Instead of chemicals, why not use plants’ neighbours to help you beat the bad bugs this summer, says Adrienne Wild
Even though the good weather means plants are growing fast and strong now, they can still be prone to pest attack by garden bugs.
Keeping them healthy by regular watering, feeding and grooming will improve their ability to fight off pests before they incur major damage. For vulnerable plants like roses and veggies, you may need to take other precautions. Natural predators, like ladybirds, hoverflies and lacewings, as well as tapping into the power of plants, could be the answer.
Good bugs like these will gobble up bad garden bugs and can be encouraged by growing plants, such as Californian poppies, poached egg plants or limnanthes, French marigolds, cosmos, fennel and dill. Pot marigolds or calendulas are especially packed with animal magnetism – their bright orange colour attracts predators, such as hoverflies, and draws in bees and other pollinators, which ultimately means better yields.
The female insects feed on calendulas’ protein-rich pollen before laying eggs around colonies of aphids, which provide a ready food source when the larvae hatch.
Planting strongly scented herbs, such as mint, rosemary, oregano and alliums, and especially chives and garlic, in-between crops amazingly act as repellents, confusing insects with strong odours, masking the scent of the intended host plants.
Bane of the garden
Aphids, which are the bane of the garden, can be green, pink, black or grey and attack most plants – indoors and out. They debilitate plants by literally sucking the life out them – drinking the sap, causing flowers to become distorted and new buds to die. While doing this they spread viruses and diseases, which ultimately destroy plants.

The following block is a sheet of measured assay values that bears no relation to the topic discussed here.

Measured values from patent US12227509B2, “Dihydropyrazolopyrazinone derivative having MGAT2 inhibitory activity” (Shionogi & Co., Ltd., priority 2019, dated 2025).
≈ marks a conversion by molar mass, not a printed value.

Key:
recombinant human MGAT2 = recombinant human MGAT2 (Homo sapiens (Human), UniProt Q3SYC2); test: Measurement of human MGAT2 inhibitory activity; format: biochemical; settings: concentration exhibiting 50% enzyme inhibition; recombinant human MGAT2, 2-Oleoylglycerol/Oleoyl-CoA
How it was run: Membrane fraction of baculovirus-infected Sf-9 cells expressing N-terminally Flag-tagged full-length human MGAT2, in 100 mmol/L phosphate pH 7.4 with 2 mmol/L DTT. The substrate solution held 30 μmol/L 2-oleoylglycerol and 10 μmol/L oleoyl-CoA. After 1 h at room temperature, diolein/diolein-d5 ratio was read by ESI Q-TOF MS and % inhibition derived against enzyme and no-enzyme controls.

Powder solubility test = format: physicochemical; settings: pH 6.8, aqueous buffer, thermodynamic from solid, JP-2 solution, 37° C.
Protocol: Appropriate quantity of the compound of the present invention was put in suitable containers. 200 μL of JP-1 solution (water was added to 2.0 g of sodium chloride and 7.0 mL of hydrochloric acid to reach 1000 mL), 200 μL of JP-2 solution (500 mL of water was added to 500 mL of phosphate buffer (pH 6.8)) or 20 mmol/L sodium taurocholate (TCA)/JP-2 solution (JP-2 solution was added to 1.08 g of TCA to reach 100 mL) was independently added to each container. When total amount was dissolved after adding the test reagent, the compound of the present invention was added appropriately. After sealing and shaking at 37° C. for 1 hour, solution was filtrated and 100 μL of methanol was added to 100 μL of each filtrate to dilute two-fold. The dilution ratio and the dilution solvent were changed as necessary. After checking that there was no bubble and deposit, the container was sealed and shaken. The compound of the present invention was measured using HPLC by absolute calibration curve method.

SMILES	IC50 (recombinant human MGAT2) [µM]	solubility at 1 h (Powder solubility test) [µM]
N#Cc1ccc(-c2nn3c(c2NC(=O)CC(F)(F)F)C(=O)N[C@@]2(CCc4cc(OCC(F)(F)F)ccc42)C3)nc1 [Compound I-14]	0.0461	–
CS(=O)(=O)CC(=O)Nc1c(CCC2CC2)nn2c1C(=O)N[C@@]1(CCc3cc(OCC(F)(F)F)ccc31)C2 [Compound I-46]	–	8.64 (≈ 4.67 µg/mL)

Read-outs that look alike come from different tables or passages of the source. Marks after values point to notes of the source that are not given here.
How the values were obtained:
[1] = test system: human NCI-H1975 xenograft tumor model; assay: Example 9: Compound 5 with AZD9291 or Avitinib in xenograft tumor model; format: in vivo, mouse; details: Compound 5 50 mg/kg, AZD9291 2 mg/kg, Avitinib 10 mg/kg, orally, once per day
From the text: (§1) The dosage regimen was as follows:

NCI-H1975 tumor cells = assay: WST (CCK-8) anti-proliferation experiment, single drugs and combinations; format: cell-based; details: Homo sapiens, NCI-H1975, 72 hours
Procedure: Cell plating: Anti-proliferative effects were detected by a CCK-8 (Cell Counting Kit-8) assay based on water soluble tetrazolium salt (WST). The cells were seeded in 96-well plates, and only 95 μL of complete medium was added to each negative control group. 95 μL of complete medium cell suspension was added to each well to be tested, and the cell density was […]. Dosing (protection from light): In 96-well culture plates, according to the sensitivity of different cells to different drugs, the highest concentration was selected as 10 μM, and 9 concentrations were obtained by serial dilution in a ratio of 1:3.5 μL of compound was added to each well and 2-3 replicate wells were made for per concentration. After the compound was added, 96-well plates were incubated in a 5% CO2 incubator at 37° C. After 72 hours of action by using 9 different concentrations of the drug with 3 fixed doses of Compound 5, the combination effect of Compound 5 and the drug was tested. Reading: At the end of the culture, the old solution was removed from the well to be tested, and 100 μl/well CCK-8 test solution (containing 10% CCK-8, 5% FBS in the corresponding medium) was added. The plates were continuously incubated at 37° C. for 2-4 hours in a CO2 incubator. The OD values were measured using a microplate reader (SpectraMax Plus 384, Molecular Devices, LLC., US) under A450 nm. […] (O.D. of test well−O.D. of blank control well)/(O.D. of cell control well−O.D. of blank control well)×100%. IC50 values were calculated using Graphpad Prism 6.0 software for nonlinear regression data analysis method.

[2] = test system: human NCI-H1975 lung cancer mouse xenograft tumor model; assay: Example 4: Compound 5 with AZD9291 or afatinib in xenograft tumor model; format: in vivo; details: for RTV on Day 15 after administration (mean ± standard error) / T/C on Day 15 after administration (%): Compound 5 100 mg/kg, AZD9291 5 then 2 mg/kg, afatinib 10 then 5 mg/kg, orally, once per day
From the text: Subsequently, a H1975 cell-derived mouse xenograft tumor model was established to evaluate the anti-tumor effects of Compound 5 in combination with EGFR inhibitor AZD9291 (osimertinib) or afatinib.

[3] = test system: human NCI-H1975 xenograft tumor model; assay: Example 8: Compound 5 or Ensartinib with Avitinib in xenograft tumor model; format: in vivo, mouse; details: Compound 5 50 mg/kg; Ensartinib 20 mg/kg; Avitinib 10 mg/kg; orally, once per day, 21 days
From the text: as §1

You’ll find them on the soft new shoot tips and buds as well as sometimes feeding on roots and leaves. While doing this, they produce a sticky secretion, which on plant foliage becomes a hotbed for sooty mould fungus to grow. Aphids also attract ants, that farm them for their sweet honeydew, and can also become a nuisance on lawns and patio pots.
Wormwood, artemisia absinthium has a particularly strong scent and acts as a deterrent, so plant it liberally to prevent aphids from attacking neighbouring plants, along with thyme, which is a useful companion for roses.
Mint is effective if you have also have a follow-up ant infestation – even in the kitchen you can scatter a few sprigs of mint around the place and watch them disappear!
Create a diversion
This diversion tactic works best on a sheltered site, so the wind doesn’t carry the strong smell away. Some plants like nasturtiums, which are a magnet to pests, can also be used as sacrificial plants to distract pests from attacking your best plants. Use it to lure aphids from your runner and French beans.
The herb summer savory can also be employed to protect broad beans from black bean aphids, and planting broad beans and potatoes together also discourages the pests that attack the other, keeping them healthy as well as improving yields.